In addition to inciting violence from OBL sympathizers, the death photos, reportedly of the extremely gruesome kind, could also make bin Laden appear to be a victim, of sorts, or be perceived as gloating. Seeing the world's most evil person in a mangled, vulnerable state could bring out misguided and misdirected sympathy that al Qaeda might take advantage of.


Obama kills the lion

Things would have been different if, back in April 1980, the helicopter hadn’t crashed; eight went into a desert sandstorm to rescue 52 Americans held hostage at the U.S. Embassy in Tehran. One crashed and another had to turn back. Desert One was a dismal failure on the heels of Vietnam, telling the world that we, the Americans, could not do things well anymore. The helicopter wrecked in the desert became the symbol of Jimmy Carter’s presidency, but it would have been different if the rescue attempt were successful. Carter would have been a great hero and America would have been renewed because all that matters in war is whether the spear hits the lion. Had he been successful there would have been no “morning in America” just ahead — no need for it, no Reykjavik Summit, and probably no Ronald Reagan. So there was a moment of anxiety when the one helicopter went down on Sunday on the way to the compound at Abbottabad. But this time it was different. This time the spear hit the lion.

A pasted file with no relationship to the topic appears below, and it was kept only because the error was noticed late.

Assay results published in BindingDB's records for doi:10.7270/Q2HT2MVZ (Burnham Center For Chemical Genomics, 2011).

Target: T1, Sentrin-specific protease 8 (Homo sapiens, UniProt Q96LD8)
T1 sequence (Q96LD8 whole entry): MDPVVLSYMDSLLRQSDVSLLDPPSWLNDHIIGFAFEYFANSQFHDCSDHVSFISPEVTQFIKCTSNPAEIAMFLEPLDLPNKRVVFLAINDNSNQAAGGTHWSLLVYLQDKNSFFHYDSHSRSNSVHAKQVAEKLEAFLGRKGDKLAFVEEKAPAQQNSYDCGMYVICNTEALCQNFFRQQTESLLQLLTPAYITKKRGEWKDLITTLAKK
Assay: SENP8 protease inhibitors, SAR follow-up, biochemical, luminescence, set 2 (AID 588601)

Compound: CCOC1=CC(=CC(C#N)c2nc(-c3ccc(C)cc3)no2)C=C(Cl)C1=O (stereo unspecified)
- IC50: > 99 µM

Quite a week for Western civilization

From my perspective, this has been a remarkable three days this weekend. Two central institutions of Western civilization were affirmed: the Roman Catholic Church (what remains of the Roman Empire); and the British monarchy (the symbol of the British Empire); and then you had the slaying of Osama bin Laden (the leading Western antagonist of the Islamic strain) with the implements of Western technical prowess.
The Roman Empire and the British Empire were the incubator and primary global distributor, respectively, of the essentials of Western civilization: Judeo-Christian ethics and Christianity, classical learning, technology and, latterly, liberal democracy and market economics/free trade. To watch a million people in London (outstripping even the attendance at the 1981 wedding of Charles-Diana), and an estimated 2 million in Rome for the beatification of Pope John Paul II was an indication that though both are under challenge, these central institutions of Western-ism have a remarkable resilience and ability still to captivate.


Obama, Bush, bin Laden

President Obama was gracious toward President Bush and President Clinton in his comments about the killing of Osama bin Laden, and he was right to do so.